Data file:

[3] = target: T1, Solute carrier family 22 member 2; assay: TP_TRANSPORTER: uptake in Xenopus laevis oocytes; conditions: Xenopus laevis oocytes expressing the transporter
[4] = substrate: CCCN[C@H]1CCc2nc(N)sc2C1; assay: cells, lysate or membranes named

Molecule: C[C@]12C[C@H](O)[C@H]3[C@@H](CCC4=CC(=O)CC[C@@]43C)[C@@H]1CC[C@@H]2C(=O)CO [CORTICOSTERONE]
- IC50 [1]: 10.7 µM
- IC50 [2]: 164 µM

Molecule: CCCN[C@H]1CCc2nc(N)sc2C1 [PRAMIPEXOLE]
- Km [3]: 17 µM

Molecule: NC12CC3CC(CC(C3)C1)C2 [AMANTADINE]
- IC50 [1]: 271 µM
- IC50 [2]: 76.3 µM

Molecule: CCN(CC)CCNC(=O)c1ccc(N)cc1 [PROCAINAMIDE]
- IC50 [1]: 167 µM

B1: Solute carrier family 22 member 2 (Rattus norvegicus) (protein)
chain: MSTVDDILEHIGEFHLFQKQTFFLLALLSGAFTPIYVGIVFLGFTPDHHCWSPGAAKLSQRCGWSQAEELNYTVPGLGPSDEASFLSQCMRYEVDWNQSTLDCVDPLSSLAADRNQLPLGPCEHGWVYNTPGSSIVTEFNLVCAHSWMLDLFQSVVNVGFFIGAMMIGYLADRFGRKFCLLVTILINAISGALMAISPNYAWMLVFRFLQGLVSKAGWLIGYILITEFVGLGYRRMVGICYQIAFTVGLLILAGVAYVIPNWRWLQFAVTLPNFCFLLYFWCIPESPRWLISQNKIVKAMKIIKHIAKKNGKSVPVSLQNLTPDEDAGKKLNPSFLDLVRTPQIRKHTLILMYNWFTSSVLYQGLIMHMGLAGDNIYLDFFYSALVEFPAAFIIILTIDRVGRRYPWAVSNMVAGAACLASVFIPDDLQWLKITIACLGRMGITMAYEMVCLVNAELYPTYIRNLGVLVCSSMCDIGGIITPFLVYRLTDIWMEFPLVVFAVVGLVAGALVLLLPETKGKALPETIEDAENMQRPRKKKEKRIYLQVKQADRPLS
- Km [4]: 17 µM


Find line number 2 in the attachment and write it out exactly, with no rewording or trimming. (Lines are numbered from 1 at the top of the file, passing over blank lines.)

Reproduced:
[4] = substrate: CCCN[C@H]1CCc2nc(N)sc2C1; assay: cells, lysate or membranes named